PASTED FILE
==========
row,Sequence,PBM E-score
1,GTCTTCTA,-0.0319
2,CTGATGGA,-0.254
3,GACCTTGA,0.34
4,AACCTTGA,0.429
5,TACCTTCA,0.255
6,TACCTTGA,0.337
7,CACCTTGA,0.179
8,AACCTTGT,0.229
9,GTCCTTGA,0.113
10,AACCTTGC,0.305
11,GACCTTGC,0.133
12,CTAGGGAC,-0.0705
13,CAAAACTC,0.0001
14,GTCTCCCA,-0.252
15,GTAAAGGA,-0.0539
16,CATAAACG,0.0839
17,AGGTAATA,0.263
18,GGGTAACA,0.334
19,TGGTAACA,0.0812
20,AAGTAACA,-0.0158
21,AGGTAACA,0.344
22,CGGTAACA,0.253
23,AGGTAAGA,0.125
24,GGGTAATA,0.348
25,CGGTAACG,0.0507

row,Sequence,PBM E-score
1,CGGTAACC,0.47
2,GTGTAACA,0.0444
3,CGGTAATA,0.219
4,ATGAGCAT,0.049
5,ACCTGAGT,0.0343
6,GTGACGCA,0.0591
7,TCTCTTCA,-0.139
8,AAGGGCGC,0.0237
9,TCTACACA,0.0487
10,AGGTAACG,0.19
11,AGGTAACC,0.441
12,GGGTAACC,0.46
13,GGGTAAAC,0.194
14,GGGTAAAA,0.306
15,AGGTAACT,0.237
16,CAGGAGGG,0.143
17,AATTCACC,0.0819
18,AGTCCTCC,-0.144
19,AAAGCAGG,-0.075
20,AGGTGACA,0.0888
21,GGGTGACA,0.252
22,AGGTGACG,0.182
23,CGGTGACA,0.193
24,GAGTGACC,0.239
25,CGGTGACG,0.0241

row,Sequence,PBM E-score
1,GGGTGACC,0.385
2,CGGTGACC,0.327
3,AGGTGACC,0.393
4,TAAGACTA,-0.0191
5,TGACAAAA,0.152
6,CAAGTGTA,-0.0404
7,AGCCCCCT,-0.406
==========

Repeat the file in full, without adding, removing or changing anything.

row,Sequence,PBM E-score
1,GTCTTCTA,-0.0319
2,CTGATGGA,-0.254
3,GACCTTGA,0.34
4,AACCTTGA,0.429
5,TACCTTCA,0.255
6,TACCTTGA,0.337
7,CACCTTGA,0.179
8,AACCTTGT,0.229
9,GTCCTTGA,0.113
10,AACCTTGC,0.305
11,GACCTTGC,0.133
12,CTAGGGAC,-0.0705
13,CAAAACTC,0.0001
14,GTCTCCCA,-0.252
15,GTAAAGGA,-0.0539
16,CATAAACG,0.0839
17,AGGTAATA,0.263
18,GGGTAACA,0.334
19,TGGTAACA,0.0812
20,AAGTAACA,-0.0158
21,AGGTAACA,0.344
22,CGGTAACA,0.253
23,AGGTAAGA,0.125
24,GGGTAATA,0.348
25,CGGTAACG,0.0507

row,Sequence,PBM E-score
1,CGGTAACC,0.47
2,GTGTAACA,0.0444
3,CGGTAATA,0.219
4,ATGAGCAT,0.049
5,ACCTGAGT,0.0343
6,GTGACGCA,0.0591
7,TCTCTTCA,-0.139
8,AAGGGCGC,0.0237
9,TCTACACA,0.0487
10,AGGTAACG,0.19
11,AGGTAACC,0.441
12,GGGTAACC,0.46
13,GGGTAAAC,0.194
14,GGGTAAAA,0.306
15,AGGTAACT,0.237
16,CAGGAGGG,0.143
17,AATTCACC,0.0819
18,AGTCCTCC,-0.144
19,AAAGCAGG,-0.075
20,AGGTGACA,0.0888
21,GGGTGACA,0.252
22,AGGTGACG,0.182
23,CGGTGACA,0.193
24,GAGTGACC,0.239
25,CGGTGACG,0.0241

row,Sequence,PBM E-score
1,GGGTGACC,0.385
2,CGGTGACC,0.327
3,AGGTGACC,0.393
4,TAAGACTA,-0.0191
5,TGACAAAA,0.152
6,CAAGTGTA,-0.0404
7,AGCCCCCT,-0.406